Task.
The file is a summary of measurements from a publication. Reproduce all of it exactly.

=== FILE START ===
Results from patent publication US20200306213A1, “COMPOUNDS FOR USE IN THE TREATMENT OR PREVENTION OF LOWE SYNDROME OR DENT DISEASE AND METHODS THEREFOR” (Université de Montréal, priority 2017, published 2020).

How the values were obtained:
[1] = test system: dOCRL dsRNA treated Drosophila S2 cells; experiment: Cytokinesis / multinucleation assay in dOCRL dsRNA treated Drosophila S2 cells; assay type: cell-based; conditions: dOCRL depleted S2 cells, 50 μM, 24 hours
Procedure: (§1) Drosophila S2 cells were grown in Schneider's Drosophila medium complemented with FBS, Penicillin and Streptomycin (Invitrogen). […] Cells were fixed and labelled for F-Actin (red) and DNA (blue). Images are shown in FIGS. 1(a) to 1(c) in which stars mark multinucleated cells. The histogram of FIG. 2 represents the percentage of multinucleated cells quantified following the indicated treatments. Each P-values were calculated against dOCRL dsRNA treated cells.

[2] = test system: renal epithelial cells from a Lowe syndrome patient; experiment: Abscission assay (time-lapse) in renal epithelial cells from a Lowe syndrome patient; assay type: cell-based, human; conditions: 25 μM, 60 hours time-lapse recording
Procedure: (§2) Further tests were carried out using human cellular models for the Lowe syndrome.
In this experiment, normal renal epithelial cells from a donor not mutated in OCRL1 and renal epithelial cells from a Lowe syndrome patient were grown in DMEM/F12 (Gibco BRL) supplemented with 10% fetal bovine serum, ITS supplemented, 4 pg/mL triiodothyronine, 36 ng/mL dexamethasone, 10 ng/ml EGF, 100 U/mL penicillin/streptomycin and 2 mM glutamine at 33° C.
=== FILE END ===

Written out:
Results from patent publication US20200306213A1, “COMPOUNDS FOR USE IN THE TREATMENT OR PREVENTION OF LOWE SYNDROME OR DENT DISEASE AND METHODS THEREFOR” (Université de Montréal, priority 2017, published 2020).

How the values were obtained:
[1] = test system: dOCRL dsRNA treated Drosophila S2 cells; experiment: Cytokinesis / multinucleation assay in dOCRL dsRNA treated Drosophila S2 cells; assay type: cell-based; conditions: dOCRL depleted S2 cells, 50 μM, 24 hours
Procedure: (§1) Drosophila S2 cells were grown in Schneider's Drosophila medium complemented with FBS, Penicillin and Streptomycin (Invitrogen). […] Cells were fixed and labelled for F-Actin (red) and DNA (blue). Images are shown in FIGS. 1(a) to 1(c) in which stars mark multinucleated cells. The histogram of FIG. 2 represents the percentage of multinucleated cells quantified following the indicated treatments. Each P-values were calculated against dOCRL dsRNA treated cells.

[2] = test system: renal epithelial cells from a Lowe syndrome patient; experiment: Abscission assay (time-lapse) in renal epithelial cells from a Lowe syndrome patient; assay type: cell-based, human; conditions: 25 μM, 60 hours time-lapse recording
Procedure: (§2) Further tests were carried out using human cellular models for the Lowe syndrome.
In this experiment, normal renal epithelial cells from a donor not mutated in OCRL1 and renal epithelial cells from a Lowe syndrome patient were grown in DMEM/F12 (Gibco BRL) supplemented with 10% fetal bovine serum, ITS supplemented, 4 pg/mL triiodothyronine, 36 ng/mL dexamethasone, 10 ng/ml EGF, 100 U/mL penicillin/streptomycin and 2 mM glutamine at 33° C.